Colin Wilson was an author who electrified the critics in the 1950s before turning to books on crime and the occult
Colin Wilson , the writer, who has died 82, suspected he was a genius; and there were some who agreed with him when in 1956, aged 24, he published The Outsider, a somewhat portentous overview of existentialism and alienation.
Examining the role of outsiders in the arts, Wilson’s attention roamed across a multitude of figures such as Camus, Nietzsche, Kafka, Sartre, Hermann Hesse and Van Gogh. Few first books have been greeted with such unequivocal enthusiasm. Edith Sitwell, Cyril Connolly and Philip Toynbee were among those who hailed Wilson as one of the brightest young writers of the moment (although Connolly later claimed that he hadn’t even read the book) and he was feted by the press.
Wilson became a celebrity almost overnight and the book went on to be translated into 12 languages. It added to the excitement that he had written The Outsider in the Reading Room at the British Museum, while spending his nights in a sleeping bag on Hampstead Heath. On finding himself lionised, however, Wilson spent lavishly on wine, whisky and long-playing records; meanwhile, his frankly expressed opinion that he was “a genius” soon earned him the enmity of Fleet Street.
A few months later he was attacked by his future father-in-law brandishing a horsewhip and shouting: “Aha, Wilson, the game is up!”, and the subsequent press coverage drove him out of London to Cornwall, where he remained for the rest of his life.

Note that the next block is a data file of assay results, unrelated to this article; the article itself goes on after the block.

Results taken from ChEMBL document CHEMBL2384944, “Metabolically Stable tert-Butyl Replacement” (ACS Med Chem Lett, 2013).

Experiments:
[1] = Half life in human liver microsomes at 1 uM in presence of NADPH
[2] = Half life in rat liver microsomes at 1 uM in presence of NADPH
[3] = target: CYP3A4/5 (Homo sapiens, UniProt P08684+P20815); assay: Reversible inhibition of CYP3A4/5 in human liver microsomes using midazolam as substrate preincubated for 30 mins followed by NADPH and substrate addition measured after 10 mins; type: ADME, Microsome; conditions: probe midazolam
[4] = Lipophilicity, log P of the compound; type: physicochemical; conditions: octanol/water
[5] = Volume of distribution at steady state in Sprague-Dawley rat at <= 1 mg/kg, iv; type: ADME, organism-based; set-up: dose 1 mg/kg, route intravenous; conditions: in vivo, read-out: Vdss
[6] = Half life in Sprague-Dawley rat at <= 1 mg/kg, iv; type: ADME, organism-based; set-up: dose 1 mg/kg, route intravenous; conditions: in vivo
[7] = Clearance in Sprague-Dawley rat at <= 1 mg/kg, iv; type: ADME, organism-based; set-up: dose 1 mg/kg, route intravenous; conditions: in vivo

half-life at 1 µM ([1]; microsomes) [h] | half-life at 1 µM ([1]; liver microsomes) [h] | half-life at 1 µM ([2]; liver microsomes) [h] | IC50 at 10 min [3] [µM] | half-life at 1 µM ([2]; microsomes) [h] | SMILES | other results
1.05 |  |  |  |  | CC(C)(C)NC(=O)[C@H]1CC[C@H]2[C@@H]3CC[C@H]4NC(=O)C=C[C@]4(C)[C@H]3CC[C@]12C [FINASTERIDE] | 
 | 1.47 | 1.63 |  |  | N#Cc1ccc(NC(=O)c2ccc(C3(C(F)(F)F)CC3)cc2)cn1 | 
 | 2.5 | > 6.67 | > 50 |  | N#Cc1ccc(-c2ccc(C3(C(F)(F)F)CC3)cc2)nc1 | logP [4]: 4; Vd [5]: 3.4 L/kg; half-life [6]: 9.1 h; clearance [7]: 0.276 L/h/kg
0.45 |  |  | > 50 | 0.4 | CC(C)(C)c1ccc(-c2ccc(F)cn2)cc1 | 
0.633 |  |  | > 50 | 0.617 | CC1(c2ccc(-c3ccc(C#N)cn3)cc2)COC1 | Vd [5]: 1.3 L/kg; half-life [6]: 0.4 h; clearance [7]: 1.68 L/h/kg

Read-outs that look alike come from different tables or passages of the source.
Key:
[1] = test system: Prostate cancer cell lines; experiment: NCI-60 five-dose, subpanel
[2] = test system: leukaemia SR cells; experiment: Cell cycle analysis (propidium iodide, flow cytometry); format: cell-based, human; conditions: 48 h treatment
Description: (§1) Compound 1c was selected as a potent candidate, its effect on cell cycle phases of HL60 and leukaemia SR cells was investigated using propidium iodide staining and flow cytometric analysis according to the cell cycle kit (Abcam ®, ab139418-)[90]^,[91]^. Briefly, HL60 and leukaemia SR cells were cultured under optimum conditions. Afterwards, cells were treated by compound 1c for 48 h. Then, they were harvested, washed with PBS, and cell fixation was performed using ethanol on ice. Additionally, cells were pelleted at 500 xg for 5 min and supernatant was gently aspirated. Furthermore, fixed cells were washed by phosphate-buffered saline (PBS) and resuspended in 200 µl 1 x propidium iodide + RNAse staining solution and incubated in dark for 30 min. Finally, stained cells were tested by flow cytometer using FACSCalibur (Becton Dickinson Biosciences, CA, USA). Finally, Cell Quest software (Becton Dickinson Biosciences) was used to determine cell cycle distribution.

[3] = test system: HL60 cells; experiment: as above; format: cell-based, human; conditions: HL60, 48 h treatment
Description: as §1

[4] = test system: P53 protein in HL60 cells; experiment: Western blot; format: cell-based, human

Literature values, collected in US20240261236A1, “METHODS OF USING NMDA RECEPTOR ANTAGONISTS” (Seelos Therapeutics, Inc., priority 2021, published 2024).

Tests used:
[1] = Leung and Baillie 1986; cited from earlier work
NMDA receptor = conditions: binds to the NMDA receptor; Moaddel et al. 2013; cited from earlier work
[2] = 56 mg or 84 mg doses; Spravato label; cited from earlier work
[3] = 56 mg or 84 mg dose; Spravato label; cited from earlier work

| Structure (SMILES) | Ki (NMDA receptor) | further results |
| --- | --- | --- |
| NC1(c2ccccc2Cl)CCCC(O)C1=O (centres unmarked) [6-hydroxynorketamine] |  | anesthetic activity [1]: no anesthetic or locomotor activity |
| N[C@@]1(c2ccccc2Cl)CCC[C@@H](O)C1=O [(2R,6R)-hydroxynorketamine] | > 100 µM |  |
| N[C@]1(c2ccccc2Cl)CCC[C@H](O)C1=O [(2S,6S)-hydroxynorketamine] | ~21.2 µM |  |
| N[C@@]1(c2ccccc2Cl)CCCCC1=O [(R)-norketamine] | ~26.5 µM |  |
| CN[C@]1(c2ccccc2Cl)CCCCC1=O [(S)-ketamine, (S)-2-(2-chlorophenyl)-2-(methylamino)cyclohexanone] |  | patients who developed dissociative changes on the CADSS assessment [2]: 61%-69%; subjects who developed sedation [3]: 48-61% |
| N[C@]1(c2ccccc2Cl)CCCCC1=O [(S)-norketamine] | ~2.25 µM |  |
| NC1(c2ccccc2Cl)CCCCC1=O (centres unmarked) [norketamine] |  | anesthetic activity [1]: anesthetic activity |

Wilson never replicated the stellar success of his debut publication, but his output as a writer was nothing less than prodigious — well over 100 books of fiction and non-fiction, many of them about crime (in the context of an individual’s alienation from society) and the occult.
He was regularly criticised for making sweeping generalisations and for his habit of quoting from memory without reference to his sources, but he remained unshakeably convinced of his own talent. “Most criticism is based purely on incomprehension,” he said. “I have long accepted that the chief difficulty with my work is that it covers too wide a field. Even sympathetic readers can’t see the wood for the trees.”
Colin Henry Wilson was born in Leicester on June 26 1931, the eldest of four children. His father, Arthur, worked in a local shoe factory and Wilson recalled that he was “a particular burden” to his parents, “forever demanding attention and getting into mischief”.
At 11 he developed an interest in science (“I was reading Einstein by the age of 12”) and spent his free time making “bomb mixture” with his chemistry set. This he sold to schoolmates on a regular basis until his grandfather, an air-raid warden, was no longer able to keep the young Colin supplied with magnesium and gunpowder. “My ambition was to develop the atomic bomb,” Wilson later declared, “and when this was done in 1945 I lost interest in science. However, I had also been writing since I was nine.”